23 September 2021 01:17 PM

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AYESHA L SETHI | 22 MAY, 2016

African National Beaten To Death In New Delhi


NEW DELHI: This weekend, a Congolese national was brutally beaten to death in Delhi’s Vasant Kunj neighbourhood. According to accounts, racial slurs was thrown about as a group of men chased MT Olivia -- who taught foreign languages as at a private institute in New Delhi -- pelting him with stones and thrashing him. Olivia was rescued by another group of people, who rushed him to hospital where he succumbed to his injuries.

Although details are still sketchy -- as a case of murder has been registered, the attack reeks of racism when seen in the context of India’s troubled trajectory. Earlier this year, the racist face of India made headlines when a Tanzanian student was stripped and beaten following a road accident in Bengaluru in February. The 21 year old Tanzanian student was assaulted and partially stripped by a mob in Bangalore, after a Sudanese student's car ran over and killed a local woman. The crowd chased the young woman and "removed her top," and her three friends -- also Tanzanians -- were harassed as well.

Or take the incident in Delhi a couple of years ago, when three African students were attacked by a mob in New Delhi’s Rajiv Chowk Metro Station. A video posted to YouTube shows the three students being beaten with belts, shoes, rods and glass, with the police making a half-hearted attempt to intervene.



The Indian government condemned the attack, albeit four days after it happened, and assured the envoys of Gabon and Burkina Faso that the police were investigating the attack. The government said that it has “zero tolerance for racism.”

This so-called “zero tolerance for racism” isn’t entirely believable, as African officials expressed their deep concern about this discrimination against their nationals in India, and the largely ambivalent attitude of Indian political parties towards the violence. When New Delhi hosted the Indo-African summit, The Citizen spoke to several officials about India’s reputation as a particularly racist country. A senior Ambassador here pointed towards this, maintaining that even more than business and trade it was essential for the Indians to be made more conversant with the African countries, their culture and their people “to at least try and end this obvious prejudice and discrimination.” This official was more polite than others who told this reporter on the sidelines of the summit that they were shocked to see how racist India was becoming.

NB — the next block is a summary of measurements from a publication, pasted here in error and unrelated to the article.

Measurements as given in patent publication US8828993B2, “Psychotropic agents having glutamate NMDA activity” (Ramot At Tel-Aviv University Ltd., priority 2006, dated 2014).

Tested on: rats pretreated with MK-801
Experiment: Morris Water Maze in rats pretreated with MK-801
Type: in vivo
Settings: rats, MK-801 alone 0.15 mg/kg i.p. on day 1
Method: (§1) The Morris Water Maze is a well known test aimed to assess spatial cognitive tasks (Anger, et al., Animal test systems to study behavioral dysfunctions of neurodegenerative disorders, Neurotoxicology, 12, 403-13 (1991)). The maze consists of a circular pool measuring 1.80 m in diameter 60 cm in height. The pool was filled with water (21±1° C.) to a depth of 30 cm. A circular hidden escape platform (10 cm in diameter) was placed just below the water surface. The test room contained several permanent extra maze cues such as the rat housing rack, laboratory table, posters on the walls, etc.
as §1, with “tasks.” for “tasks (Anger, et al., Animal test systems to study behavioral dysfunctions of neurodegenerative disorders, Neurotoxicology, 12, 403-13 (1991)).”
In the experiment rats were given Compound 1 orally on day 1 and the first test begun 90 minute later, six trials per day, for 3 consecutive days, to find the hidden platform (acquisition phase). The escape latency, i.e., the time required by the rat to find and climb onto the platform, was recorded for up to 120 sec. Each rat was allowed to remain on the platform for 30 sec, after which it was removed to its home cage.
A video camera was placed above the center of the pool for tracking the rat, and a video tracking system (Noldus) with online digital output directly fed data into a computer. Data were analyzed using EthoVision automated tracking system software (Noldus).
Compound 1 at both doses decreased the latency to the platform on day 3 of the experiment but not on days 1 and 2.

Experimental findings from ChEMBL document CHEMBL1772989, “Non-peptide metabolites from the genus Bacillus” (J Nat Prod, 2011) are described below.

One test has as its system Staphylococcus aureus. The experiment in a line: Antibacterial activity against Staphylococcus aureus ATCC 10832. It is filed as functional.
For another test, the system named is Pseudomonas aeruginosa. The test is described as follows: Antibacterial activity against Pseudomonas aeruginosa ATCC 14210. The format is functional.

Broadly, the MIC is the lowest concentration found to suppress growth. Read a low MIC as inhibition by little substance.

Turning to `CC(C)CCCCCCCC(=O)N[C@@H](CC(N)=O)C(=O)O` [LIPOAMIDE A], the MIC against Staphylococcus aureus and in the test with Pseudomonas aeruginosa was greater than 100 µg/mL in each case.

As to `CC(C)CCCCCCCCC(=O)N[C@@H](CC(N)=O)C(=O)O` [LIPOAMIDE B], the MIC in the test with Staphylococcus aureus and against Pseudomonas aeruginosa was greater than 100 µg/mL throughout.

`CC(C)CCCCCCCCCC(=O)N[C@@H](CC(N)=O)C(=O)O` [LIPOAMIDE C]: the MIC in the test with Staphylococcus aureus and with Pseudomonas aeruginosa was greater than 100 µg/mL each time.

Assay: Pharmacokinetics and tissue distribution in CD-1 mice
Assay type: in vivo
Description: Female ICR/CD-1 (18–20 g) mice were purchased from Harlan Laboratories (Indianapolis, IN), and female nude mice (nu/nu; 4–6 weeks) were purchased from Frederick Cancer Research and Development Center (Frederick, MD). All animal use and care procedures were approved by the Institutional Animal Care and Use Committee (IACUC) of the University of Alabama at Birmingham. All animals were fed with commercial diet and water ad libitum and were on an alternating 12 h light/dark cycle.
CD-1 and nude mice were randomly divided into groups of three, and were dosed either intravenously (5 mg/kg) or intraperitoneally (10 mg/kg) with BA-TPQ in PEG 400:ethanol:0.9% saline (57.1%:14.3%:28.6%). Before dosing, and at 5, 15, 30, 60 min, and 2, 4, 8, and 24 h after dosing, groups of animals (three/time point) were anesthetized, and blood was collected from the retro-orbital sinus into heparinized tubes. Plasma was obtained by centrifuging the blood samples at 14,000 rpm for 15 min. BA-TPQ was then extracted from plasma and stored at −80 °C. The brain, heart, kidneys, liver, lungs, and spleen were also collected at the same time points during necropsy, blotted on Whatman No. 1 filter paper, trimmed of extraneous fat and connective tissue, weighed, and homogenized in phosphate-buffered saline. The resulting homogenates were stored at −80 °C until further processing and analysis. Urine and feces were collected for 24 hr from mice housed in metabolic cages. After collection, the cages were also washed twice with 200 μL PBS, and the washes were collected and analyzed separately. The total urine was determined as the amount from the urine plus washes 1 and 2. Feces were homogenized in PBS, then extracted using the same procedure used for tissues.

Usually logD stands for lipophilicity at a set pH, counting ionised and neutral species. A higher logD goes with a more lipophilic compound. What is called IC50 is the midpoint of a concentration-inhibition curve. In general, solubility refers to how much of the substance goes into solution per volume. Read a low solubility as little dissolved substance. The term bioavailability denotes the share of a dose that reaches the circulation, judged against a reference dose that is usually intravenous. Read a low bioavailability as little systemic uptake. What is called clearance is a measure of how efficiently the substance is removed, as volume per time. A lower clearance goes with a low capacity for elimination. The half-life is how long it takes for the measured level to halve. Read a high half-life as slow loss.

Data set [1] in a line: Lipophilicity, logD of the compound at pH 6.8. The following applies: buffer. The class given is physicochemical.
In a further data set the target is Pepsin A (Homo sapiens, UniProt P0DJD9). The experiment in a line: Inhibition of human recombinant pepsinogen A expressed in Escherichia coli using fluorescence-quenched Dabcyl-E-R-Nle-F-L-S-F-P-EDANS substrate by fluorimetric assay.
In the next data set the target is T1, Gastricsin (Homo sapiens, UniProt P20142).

The political apathy is of deep concern to the African governments and their people with dark skinned persons now not willing to visit India. African students in Delhi and other parts of the country are on record now expressing fear for their safety. Many told reporters from The Citizen that their friends are no longer seeking admission in Indian universities, even as they said that they are seriously thinking of leaving altogether. A young woman who is studying here in Delhi University was categorical, “my family wants me to come back, but I still have a year to go for my degree, I just do not know what to do.”

The attack on Olivia is indicative of the fact that these concerns are real.

Sources said that the African envoys have raised this issue informally at different levels, looking for ‘solutions’ but finding none. African nationals studying or working in India have repeatedly pointed towards the constant threat to their security, with people harassing them on the streets, shouting comments, and making fun of their colour. “We are lucky if it stops at this,” a student confided.

At the airports the African visitors are detained, and usually subjected to an extra frisk and search. “We are lumped together in this stereotype that all Africans are peddling drugs, or sex,” the students point out. No one in India is willing to make a distinction.

A student who is leaving for his country added, “Indians seem to be more racist than the white western countries.”

And though he did not add, there is a clear obsession here with the fair and the white. The ‘fair and lovely’ creams play on this phobia against the dark skin, with marital advertisements all promising ‘fair and beautiful’ girls as prospective brides.

Even tourist friendly Goa turned completely racist in 2013 with a popular beach putting up signs reading “Say No to Nigerians, Say No to Drugs.” The placards compared the Africans to cancer and wild animals while the authorities looked on.In 2014, the newly elected Aam Aadmi legislator Somnath Bharti led a vigilante mob to abuse and beat up Nigerian women in Delhi. Why? They were running a drug and sex racket, said he. And how had he come to that conclusion? That is what the residents of the colony where they lived maintained was the response.

The incidents against African students fill a volume. In all cases the action has been niggardly and the political response pathetic. In all these cases, little action has been taken to bring perpetrators of violence to justice, all whilst New Delhi quips that it has a “zero tolerance policy” when it comes to racism.

Comments on social media regarding the attack on Olivia highlighted this obvious discrepancy.




(Photo: African students demonstrated against discrimination at a protest in New Delhi. Credit Deepak Malik/Demotix)

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